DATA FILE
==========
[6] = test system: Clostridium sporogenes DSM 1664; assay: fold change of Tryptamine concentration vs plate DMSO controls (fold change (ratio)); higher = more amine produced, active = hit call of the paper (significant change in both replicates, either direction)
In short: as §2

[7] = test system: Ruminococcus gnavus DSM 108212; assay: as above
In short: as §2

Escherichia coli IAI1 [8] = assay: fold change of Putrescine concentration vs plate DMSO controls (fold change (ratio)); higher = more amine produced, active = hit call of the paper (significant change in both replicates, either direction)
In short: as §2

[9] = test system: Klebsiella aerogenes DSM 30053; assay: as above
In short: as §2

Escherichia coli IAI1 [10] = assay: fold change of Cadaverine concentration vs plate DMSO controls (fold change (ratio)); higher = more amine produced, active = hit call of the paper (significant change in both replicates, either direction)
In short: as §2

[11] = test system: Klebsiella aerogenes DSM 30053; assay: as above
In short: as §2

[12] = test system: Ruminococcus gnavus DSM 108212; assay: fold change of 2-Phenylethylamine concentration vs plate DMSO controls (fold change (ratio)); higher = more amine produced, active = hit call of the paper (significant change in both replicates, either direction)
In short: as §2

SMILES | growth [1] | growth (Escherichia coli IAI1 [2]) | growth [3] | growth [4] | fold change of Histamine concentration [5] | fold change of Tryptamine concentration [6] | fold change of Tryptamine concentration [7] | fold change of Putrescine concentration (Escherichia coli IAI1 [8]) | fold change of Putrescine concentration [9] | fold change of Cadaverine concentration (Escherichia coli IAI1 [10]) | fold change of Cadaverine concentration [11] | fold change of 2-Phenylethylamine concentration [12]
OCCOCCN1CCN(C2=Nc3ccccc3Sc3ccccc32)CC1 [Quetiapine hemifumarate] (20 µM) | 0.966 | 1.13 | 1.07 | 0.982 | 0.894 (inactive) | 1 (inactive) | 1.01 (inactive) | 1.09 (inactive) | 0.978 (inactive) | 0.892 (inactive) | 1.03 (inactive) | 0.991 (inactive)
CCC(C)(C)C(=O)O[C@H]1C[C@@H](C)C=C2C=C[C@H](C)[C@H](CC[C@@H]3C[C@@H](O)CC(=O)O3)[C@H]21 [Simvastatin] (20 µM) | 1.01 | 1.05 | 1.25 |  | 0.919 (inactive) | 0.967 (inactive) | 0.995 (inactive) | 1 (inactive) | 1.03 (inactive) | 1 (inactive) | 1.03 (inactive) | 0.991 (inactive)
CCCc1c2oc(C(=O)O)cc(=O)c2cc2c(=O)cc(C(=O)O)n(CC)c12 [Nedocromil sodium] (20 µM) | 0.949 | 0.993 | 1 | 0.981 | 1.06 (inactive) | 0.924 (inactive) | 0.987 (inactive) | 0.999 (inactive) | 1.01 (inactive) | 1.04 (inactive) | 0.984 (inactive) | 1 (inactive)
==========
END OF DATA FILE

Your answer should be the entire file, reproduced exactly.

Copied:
[6] = test system: Clostridium sporogenes DSM 1664; assay: fold change of Tryptamine concentration vs plate DMSO controls (fold change (ratio)); higher = more amine produced, active = hit call of the paper (significant change in both replicates, either direction)
In short: as §2

[7] = test system: Ruminococcus gnavus DSM 108212; assay: as above
In short: as §2

Escherichia coli IAI1 [8] = assay: fold change of Putrescine concentration vs plate DMSO controls (fold change (ratio)); higher = more amine produced, active = hit call of the paper (significant change in both replicates, either direction)
In short: as §2

[9] = test system: Klebsiella aerogenes DSM 30053; assay: as above
In short: as §2

Escherichia coli IAI1 [10] = assay: fold change of Cadaverine concentration vs plate DMSO controls (fold change (ratio)); higher = more amine produced, active = hit call of the paper (significant change in both replicates, either direction)
In short: as §2

[11] = test system: Klebsiella aerogenes DSM 30053; assay: as above
In short: as §2

[12] = test system: Ruminococcus gnavus DSM 108212; assay: fold change of 2-Phenylethylamine concentration vs plate DMSO controls (fold change (ratio)); higher = more amine produced, active = hit call of the paper (significant change in both replicates, either direction)
In short: as §2

SMILES | growth [1] | growth (Escherichia coli IAI1 [2]) | growth [3] | growth [4] | fold change of Histamine concentration [5] | fold change of Tryptamine concentration [6] | fold change of Tryptamine concentration [7] | fold change of Putrescine concentration (Escherichia coli IAI1 [8]) | fold change of Putrescine concentration [9] | fold change of Cadaverine concentration (Escherichia coli IAI1 [10]) | fold change of Cadaverine concentration [11] | fold change of 2-Phenylethylamine concentration [12]
OCCOCCN1CCN(C2=Nc3ccccc3Sc3ccccc32)CC1 [Quetiapine hemifumarate] (20 µM) | 0.966 | 1.13 | 1.07 | 0.982 | 0.894 (inactive) | 1 (inactive) | 1.01 (inactive) | 1.09 (inactive) | 0.978 (inactive) | 0.892 (inactive) | 1.03 (inactive) | 0.991 (inactive)
CCC(C)(C)C(=O)O[C@H]1C[C@@H](C)C=C2C=C[C@H](C)[C@H](CC[C@@H]3C[C@@H](O)CC(=O)O3)[C@H]21 [Simvastatin] (20 µM) | 1.01 | 1.05 | 1.25 |  | 0.919 (inactive) | 0.967 (inactive) | 0.995 (inactive) | 1 (inactive) | 1.03 (inactive) | 1 (inactive) | 1.03 (inactive) | 0.991 (inactive)
CCCc1c2oc(C(=O)O)cc(=O)c2cc2c(=O)cc(C(=O)O)n(CC)c12 [Nedocromil sodium] (20 µM) | 0.949 | 0.993 | 1 | 0.981 | 1.06 (inactive) | 0.924 (inactive) | 0.987 (inactive) | 0.999 (inactive) | 1.01 (inactive) | 1.04 (inactive) | 0.984 (inactive) | 1 (inactive)